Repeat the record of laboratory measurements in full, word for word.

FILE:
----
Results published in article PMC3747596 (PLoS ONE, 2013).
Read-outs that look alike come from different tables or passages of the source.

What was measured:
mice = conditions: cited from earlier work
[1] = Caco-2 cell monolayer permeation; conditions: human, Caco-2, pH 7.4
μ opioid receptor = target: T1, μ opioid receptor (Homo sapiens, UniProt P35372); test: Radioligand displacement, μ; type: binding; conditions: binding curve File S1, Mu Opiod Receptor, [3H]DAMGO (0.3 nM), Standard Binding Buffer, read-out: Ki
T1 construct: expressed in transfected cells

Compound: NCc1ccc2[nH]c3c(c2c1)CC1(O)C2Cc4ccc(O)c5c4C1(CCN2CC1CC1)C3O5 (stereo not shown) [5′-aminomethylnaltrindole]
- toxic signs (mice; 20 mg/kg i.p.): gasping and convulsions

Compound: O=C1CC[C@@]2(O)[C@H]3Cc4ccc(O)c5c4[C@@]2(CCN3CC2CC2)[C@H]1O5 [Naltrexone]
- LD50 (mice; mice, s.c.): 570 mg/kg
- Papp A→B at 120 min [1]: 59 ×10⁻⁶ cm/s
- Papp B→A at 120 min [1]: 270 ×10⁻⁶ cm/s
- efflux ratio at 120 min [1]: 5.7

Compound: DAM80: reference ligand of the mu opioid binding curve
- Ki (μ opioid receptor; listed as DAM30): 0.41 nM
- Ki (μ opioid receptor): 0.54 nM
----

Results published in article PMC3747596 (PLoS ONE, 2013).
Read-outs that look alike come from different tables or passages of the source.

What was measured:
mice = conditions: cited from earlier work
[1] = Caco-2 cell monolayer permeation; conditions: human, Caco-2, pH 7.4
μ opioid receptor = target: T1, μ opioid receptor (Homo sapiens, UniProt P35372); test: Radioligand displacement, μ; type: binding; conditions: binding curve File S1, Mu Opiod Receptor, [3H]DAMGO (0.3 nM), Standard Binding Buffer, read-out: Ki
T1 construct: expressed in transfected cells

Compound: NCc1ccc2[nH]c3c(c2c1)CC1(O)C2Cc4ccc(O)c5c4C1(CCN2CC1CC1)C3O5 (stereo not shown) [5′-aminomethylnaltrindole]
- toxic signs (mice; 20 mg/kg i.p.): gasping and convulsions

Compound: O=C1CC[C@@]2(O)[C@H]3Cc4ccc(O)c5c4[C@@]2(CCN3CC2CC2)[C@H]1O5 [Naltrexone]
- LD50 (mice; mice, s.c.): 570 mg/kg
- Papp A→B at 120 min [1]: 59 ×10⁻⁶ cm/s
- Papp B→A at 120 min [1]: 270 ×10⁻⁶ cm/s
- efflux ratio at 120 min [1]: 5.7

Compound: DAM80: reference ligand of the mu opioid binding curve
- Ki (μ opioid receptor; listed as DAM30): 0.41 nM
- Ki (μ opioid receptor): 0.54 nM